If you think your annual Thanksgiving Day Monopoly game is tough, because you play against your sticky-fingered brother-in-law, who has to be watched when he serves as the Banker, consider the game Carmel Elementary School students played Friday.
Three of the four teams were made up of advanced math students, two of them from Tim Vandenberg's advanced math classes, one a mix of fifth and seventh grade math "all-stars" and the fourth was a solo player: reigning United States Monopoly champion Matt McNally.
Oh, and the game was being filmed by a documentary film crew as well.
"You don't want to put it up for auction?" McNally asked 7th grader Amarris Dennison, the team captain of the all-stars team, shortly after play began. She toyed with the thimble piece just after having made the turn to the second side of the board.
"I'm sure," Dennison said, not sounding it.
"OK, I may not offer later," McNally replied, smiling. Since winning the championship in 2003 -- including a $15,140 purse, equal to the amount of play money each copy of the game ships with -- McNally, a stage manager for a Las Vegas show, spends a lot of time playing against students and serving as a living classroom prop.
But Dennison is no rookie, either: She was one of Vandenberg's students at Carmel last year, and when he announced his intention in January 2008 to take his class to a Monopoly tournament in Redlands in the spring, it was Dennison who defeated Lee Bayrd, the world's first Monopoly champion, in the first round of play.
"I've been using games for years," Vandenberg said. "At lunch time, we have a game club."
Indeed, the shelves of his classroom are stocked with dozens of board games, including more than two dozen sets of multiple versions of Parker Brothers' real estate game.
"It's instructional, which is why my principal is letting me do this."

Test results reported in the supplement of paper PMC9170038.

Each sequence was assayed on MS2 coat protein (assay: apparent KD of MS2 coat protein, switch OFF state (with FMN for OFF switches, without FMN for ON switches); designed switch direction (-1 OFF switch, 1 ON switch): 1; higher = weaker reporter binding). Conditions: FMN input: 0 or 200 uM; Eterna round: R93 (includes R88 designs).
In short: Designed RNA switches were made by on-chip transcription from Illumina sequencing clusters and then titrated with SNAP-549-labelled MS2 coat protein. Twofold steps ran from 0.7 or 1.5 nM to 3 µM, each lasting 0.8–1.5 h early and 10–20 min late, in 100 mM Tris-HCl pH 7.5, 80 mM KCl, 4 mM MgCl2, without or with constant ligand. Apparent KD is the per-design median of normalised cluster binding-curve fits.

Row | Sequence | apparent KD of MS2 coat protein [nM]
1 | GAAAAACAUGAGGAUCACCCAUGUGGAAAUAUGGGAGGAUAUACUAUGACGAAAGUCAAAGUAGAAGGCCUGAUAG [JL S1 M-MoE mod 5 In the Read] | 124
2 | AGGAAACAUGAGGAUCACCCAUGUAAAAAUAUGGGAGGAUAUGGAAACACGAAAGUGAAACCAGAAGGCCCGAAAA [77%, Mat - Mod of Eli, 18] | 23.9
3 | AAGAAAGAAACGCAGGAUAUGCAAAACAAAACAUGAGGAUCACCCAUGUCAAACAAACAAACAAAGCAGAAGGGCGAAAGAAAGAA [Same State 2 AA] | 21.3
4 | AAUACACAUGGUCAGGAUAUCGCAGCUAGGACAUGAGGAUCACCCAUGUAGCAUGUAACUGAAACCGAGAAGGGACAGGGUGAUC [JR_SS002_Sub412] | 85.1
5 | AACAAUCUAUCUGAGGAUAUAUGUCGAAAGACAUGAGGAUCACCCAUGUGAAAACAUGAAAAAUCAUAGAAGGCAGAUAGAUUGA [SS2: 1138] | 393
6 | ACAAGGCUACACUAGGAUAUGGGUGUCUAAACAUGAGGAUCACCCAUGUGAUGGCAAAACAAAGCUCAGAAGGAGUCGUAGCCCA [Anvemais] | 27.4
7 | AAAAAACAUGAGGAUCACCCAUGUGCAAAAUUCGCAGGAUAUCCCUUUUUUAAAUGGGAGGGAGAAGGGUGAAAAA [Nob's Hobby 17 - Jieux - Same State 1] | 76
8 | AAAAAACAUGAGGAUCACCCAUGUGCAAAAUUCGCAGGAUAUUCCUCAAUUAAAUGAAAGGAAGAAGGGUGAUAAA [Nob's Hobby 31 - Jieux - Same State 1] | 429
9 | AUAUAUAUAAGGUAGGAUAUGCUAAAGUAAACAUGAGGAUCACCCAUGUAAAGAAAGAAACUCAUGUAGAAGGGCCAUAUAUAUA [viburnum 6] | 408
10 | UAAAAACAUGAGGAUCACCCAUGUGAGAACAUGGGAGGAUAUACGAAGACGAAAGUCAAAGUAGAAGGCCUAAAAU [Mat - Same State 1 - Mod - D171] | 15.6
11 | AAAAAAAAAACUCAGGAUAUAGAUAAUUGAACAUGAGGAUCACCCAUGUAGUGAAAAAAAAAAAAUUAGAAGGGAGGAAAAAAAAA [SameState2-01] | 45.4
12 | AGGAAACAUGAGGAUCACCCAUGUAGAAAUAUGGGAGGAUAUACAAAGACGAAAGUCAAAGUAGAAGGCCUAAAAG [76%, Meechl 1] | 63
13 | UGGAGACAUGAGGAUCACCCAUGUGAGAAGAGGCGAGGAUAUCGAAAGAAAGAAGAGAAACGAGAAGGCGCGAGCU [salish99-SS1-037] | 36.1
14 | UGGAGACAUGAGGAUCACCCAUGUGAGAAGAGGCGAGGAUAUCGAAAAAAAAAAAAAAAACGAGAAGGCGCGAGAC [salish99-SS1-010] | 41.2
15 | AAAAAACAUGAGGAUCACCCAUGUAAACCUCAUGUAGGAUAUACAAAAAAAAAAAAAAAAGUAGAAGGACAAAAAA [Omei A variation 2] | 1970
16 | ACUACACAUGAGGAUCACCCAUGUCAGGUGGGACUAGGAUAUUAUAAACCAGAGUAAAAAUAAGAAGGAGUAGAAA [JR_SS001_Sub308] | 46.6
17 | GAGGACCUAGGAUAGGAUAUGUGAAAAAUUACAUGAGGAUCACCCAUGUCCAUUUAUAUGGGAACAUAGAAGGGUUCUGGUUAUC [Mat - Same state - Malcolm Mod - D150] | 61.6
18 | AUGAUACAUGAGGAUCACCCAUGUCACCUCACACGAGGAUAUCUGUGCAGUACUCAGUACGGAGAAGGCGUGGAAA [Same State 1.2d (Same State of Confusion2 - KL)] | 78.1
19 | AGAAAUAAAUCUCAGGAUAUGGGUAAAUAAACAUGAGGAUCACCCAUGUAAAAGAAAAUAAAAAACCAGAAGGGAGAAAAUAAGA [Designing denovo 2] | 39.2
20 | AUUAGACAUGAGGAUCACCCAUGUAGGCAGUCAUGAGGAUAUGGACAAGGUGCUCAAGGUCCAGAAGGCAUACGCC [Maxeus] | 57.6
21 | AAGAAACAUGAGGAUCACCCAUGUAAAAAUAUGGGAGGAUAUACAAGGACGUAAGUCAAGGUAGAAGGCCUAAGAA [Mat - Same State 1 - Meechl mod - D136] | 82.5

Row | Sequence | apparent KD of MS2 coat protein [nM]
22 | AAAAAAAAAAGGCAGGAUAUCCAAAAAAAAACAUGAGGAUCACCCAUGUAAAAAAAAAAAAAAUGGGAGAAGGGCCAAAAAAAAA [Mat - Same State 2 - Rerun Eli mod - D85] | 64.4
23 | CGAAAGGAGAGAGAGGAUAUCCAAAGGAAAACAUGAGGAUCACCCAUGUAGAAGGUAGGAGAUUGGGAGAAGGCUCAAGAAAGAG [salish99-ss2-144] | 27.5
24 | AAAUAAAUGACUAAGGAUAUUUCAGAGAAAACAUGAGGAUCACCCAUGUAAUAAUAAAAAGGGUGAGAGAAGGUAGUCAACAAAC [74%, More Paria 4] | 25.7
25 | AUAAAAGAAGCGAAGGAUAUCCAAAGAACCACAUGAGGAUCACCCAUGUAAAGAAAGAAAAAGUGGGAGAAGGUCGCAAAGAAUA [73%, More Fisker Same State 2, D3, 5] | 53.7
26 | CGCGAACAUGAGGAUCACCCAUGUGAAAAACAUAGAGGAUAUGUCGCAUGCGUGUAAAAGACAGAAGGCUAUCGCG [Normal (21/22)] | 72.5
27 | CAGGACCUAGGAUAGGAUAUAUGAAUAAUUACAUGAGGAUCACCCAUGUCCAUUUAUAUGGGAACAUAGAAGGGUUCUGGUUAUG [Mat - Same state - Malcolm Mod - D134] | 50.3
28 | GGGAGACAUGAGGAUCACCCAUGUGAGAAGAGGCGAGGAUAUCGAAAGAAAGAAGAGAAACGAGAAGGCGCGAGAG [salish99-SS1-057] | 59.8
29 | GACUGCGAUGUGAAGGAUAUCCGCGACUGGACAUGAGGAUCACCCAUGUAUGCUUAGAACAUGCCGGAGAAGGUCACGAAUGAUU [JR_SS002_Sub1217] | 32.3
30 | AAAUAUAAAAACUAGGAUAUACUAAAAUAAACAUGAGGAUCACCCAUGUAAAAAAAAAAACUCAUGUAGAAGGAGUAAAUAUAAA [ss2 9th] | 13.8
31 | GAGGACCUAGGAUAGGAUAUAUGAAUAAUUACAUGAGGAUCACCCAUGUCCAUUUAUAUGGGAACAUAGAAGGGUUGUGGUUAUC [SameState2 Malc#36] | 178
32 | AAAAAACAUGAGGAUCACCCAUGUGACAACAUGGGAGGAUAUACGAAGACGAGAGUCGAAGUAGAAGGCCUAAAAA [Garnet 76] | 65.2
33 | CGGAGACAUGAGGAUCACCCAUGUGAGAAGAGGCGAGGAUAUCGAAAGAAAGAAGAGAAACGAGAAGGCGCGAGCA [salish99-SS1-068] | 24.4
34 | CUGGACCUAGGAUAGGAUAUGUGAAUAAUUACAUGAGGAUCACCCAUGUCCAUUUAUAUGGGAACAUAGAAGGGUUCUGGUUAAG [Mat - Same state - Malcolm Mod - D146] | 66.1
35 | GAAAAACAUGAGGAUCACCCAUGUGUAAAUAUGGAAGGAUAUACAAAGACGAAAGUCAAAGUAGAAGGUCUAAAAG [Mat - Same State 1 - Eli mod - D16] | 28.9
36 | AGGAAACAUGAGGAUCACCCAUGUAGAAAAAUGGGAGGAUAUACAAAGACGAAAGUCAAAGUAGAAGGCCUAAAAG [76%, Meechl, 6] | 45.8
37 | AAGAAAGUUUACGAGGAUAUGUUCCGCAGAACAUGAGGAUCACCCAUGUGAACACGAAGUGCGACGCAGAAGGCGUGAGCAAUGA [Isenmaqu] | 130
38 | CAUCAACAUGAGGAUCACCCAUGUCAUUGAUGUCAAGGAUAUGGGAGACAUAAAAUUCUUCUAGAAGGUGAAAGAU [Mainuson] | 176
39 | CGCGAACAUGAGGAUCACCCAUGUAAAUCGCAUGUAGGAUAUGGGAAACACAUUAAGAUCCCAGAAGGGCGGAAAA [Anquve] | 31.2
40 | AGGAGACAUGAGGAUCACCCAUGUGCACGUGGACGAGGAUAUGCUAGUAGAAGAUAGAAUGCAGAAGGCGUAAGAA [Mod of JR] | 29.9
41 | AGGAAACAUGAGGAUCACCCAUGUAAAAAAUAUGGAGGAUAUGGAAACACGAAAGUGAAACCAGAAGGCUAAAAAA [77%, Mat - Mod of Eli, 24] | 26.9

"Anything that makes learning more fun, I approve of," said Carmel principal Chris Mauger. "Years from now, they're going to remember playing Monopoly against a world champion much more than if they'd just read about probability in a book."
The watching crowd behaved like golf tournament spectators: There might be brief outbursts of applause or groans, but for the most part, the players were the loudest people in the room, speaking in quiet voices, discussing trades and talking strategy. And, of course, it was still math class.
"I have a five in 36 chance of landing on New York [Avenue]," McNally said, shaking his dice.
"Aww!" the crowd sighed, as the dice came up in his favor.
The crowd encircling the players was in turn encircled by a production crew filming material for "Under the Boardwalk: A Monopoly Documentary," which is tracing the path to the October 2009 World Monopoly Championships in Las Vegas.
"First monopoly on the board goes to the fifth and seventh grade all-stars," Vandenberg announced, as other students updated the white board where all of the property information was being tracked, and the crowd applauded. "A natural monopoly, Mediterranean [Avenue] and Baltic [Avenue]."
A moment later, another monopoly, and it's the big one: The 6th grade boys team had paired the most expensive properties on the board: Park Place and Boardwalk.
"All other teams should start feeling nervous right now," Vandenberg said.
"How are you doing over there?" McNally teased Dennison. "Not feeling too good with Mediterranean and Baltic any more, are you?"
Anyone eating Thanksgiving dinner with Dennison, be warned before you pull out the Monopoly board: She and the 5th and 7th grade all-stars beat McNally in total winnings, making him the second national champion she's beaten this year.
For more information on "Under the Boardwalk," visit www.MonopolyDocumentary.com.
Beau Yarbrough can be reached at 956-7108 or at email@example.com.
Update from teacher Tim Vandenberg: "Here are the final scores after two hours of play, after totalling all cash, properities & houses. Dollar totals are approximate.
1st--$3600 asset value: 5th/7th Grade "All-Stars" (4 students from our gifted program representing the past & future of my 6th grade math class)."
2nd--$3200 asset value: Matt McNally, U.S. Champion
3rd--$2800 asset value: 6th Grade Boys
4th--$500 asset value: 6th Grade Girls
"The game was a blast, and Matt was an even better player, sportsman, and diplomat for the game than I could have ever expected. However, the strong will of all three teams to not fall into any sucker trades kept Matt from pulling out a victory. The winning team was actually led by a girl who defeated Lee Bayrd, former World Champion, in a tournament last year, so she's already got a couple of huge Monopoly wins under her belt, and she's only 12!"